A Miami Beach board meeting heated up when a dispute between developer Vlad Doronin and his billionaire neighbor, Memphis Grizzlies owner Robert Pera, spread publicly.
Doronin, through his attorney, objected to his Star Island neighbor’s plans for an approximately 28,000-square-foot waterfront mansion at the Miami Beach Board of Adjustments meeting on Friday morning.
Pera, founder of Ubiquiti Networks and president of the NBA team, was looking for a number of variations for the 1.9-acre property in 23 Star Island Drive that Pera bought from Lennar Company founder Stuart Miller for $ 25 million in 2019.
Doronin, the developer behind one Residences in Brickell and the Safe hotel and condo in Miami Beach owns neighboring 26 Star Island home, which he bought from basketball player Shaquille O’Neal for $ 16 million in 2009.
Pera looked for six variations for his future mansion designed by local architecture firm Choeff Levy Fischman, including a 31-foot height variation where the height is limited to 28 feet. That would have allowed Pera to build a “professional-grade indoor basketball court,” according to his attorney, Tracy Slavens.
“This is a hobby of the owner. He likes to play all the time, ”Slavens said.
Other requests from Pera included the right to build an elevator bulkhead exceeding 13 feet above the roof line where only 10 feet high is allowed, a 10-foot high perimeter wall where seven feet are allowed, and a platform. ceiling less than 10 feet. feet away from an exterior wall.
Slavens argued that such variations are commonly sought after by new home builders on Star Island due to the unusual shape of the properties.
As for the elevator bulkhead, Slavens said it is necessary to power an elevator strong enough to carry furniture and Pera’s father, who has “mobility issues.” Slaven added that the elevator bulkhead of a recently completed home in 22 Star Island it is also 31 feet above the roof line.
But Doronin’s attorney, former Miami Beach Mayor Neisen Kasdin, said the variations Pera was seeking violated his client’s privacy rights. The elevator bulkhead and roof deck are on the south side of Pera’s house, overlooking the Doronin family residence, and the variations wouldn’t be necessary if it weren’t for the change in height that Pera desired for their indoor basketball court, Kasdin charged.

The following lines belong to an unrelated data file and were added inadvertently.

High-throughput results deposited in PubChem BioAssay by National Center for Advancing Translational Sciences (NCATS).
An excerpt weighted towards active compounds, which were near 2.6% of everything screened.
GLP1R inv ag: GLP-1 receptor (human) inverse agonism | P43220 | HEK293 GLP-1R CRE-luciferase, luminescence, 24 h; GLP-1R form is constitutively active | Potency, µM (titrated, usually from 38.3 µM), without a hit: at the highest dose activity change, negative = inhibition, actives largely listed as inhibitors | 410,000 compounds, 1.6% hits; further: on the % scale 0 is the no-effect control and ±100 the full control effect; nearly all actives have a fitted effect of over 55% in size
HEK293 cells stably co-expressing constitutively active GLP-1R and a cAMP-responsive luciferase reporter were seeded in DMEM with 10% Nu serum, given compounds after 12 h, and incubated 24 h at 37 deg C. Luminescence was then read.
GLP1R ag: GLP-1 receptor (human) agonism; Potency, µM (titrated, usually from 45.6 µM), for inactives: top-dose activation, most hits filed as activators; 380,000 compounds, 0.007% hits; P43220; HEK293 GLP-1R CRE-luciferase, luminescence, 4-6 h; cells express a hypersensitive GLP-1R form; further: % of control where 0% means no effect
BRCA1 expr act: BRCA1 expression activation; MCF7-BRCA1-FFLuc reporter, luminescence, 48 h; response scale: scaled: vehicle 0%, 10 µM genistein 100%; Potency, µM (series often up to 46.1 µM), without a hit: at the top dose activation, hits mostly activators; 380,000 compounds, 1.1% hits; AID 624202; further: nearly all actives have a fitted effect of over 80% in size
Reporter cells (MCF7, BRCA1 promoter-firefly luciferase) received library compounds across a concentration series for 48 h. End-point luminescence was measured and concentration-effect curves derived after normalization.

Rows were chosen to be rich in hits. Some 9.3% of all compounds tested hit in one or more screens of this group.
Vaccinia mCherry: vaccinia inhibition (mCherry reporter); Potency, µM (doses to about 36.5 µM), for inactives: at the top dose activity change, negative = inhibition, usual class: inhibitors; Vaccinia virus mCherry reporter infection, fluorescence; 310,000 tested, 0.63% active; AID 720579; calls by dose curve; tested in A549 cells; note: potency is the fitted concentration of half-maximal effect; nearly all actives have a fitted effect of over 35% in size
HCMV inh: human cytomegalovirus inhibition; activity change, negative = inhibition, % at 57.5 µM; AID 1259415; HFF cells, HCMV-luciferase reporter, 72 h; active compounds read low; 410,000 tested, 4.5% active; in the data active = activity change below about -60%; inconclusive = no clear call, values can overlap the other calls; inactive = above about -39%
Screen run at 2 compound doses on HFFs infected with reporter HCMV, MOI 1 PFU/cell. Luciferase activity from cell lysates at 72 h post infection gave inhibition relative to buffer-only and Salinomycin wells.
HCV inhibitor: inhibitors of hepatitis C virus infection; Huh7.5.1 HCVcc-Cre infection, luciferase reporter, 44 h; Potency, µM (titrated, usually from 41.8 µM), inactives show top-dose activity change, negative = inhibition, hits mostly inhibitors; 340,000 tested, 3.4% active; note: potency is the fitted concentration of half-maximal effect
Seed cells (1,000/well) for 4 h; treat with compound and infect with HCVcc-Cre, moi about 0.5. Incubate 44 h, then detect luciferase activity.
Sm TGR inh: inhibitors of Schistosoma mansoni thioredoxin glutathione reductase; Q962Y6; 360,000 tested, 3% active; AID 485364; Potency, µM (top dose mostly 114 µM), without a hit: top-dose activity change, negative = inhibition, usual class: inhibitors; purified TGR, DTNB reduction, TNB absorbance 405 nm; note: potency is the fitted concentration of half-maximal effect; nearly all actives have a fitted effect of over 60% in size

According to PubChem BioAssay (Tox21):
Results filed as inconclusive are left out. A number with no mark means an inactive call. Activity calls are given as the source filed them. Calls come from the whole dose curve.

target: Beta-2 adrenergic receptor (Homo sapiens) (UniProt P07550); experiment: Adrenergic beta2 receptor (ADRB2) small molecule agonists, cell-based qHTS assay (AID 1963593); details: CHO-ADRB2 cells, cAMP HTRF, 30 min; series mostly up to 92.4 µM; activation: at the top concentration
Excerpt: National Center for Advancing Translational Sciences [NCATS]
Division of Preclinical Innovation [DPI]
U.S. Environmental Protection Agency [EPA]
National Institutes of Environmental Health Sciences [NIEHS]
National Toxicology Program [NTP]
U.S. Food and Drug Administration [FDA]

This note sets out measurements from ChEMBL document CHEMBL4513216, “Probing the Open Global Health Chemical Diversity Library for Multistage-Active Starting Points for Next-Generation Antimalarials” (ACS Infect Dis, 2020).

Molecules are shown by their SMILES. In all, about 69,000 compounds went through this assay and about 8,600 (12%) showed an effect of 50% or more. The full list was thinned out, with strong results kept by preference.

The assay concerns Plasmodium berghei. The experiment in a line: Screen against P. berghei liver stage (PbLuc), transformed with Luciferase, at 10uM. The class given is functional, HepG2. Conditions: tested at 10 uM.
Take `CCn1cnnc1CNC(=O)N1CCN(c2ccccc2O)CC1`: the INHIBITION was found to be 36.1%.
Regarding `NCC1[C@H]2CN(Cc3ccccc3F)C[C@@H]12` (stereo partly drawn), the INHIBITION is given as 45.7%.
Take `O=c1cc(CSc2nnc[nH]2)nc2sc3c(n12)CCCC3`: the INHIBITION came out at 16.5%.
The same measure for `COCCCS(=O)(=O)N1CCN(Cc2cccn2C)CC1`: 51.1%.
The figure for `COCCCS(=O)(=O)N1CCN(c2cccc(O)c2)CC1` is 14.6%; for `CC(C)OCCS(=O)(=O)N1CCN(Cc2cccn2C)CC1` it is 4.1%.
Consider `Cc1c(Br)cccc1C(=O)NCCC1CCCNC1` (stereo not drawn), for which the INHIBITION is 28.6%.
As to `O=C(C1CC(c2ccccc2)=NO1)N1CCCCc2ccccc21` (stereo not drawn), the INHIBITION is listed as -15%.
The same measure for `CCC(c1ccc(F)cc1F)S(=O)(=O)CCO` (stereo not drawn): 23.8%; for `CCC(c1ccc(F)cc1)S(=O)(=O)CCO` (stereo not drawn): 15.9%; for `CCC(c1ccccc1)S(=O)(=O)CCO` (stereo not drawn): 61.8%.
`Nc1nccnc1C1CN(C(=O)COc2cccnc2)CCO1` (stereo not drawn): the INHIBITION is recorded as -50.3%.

Kasdin further charged that Pera’s desired mansion was not really a home, but a professional basketball complex within a residential neighborhood.
“This looks, smells and squawks like a professional basketball facility,” Kasdin said, claiming that Pera’s home design includes 12 lockers and only three bedrooms. Kasdin said Pera’s future home will be able to “host an entire basketball team and their entourage,” as well as rooftop parties.
“We have made several attempts through the owner’s attorney … to contact and reach out to the owner to discuss what they are looking for. [to build] and see if there is a way to mitigate or modify it, ”said Kasdin. But Pera has refused to meet with Doronin, Kasdin said.
Slavens, who insisted that Pera’s future home has seven bedrooms, said Doronin has threatened to sue Pera if he did not comply with the developers’ demands. “He [Doronin] he has tried to redesign this house to his personal whims, ”Slavens said, including how Pera should landscape his property, design his driveway or locate his pool equipment.
At one point, when Pera’s team used a drone to search his property, Doronin’s security personnel came out and “threatened us,” Slavens said.
“There came a point where we felt that any negotiation was not a negotiation at all, but strong weaponry,” Slavens told the board. “This is a pattern of behavior. He [Doronin] he wants what he wants and gets what he wants. “
The slaves also felt that it was hypocritical to object to Pera’s variations, when Doronin received his own variations needed to build the 221-foot tall Arman brand tower.
Kasdin opposed the slave attacks, especially the Doronin project. “My client is creating one of the most beautiful and important projects in the city of Miami Beach,” said Kasdin. “He must be thanked.”
Slavens withdrew applications related to the 31-foot height variation, roof terrace and perimeter wall on behalf of its client.
“We are doing this to avoid a fight with the neighbor,” he said.
However, Slavens insisted that the 31-foot elevator’s upper bulkhead was needed and promised that it would be protected by a “green wall.” Slavens also requested a variation that would allow for an FPL substation on the property and an 11-foot-long balcony. As a precondition for variations, the city will require Pera to plant vegetation south of the property.
Ignoring Kasdin’s objections to the elevator, the board unanimously approved the variations for the bulkhead elevator and the FPL substation. The variation for the balcony, which faces Pera’s property, was approved by a 5-2 vote.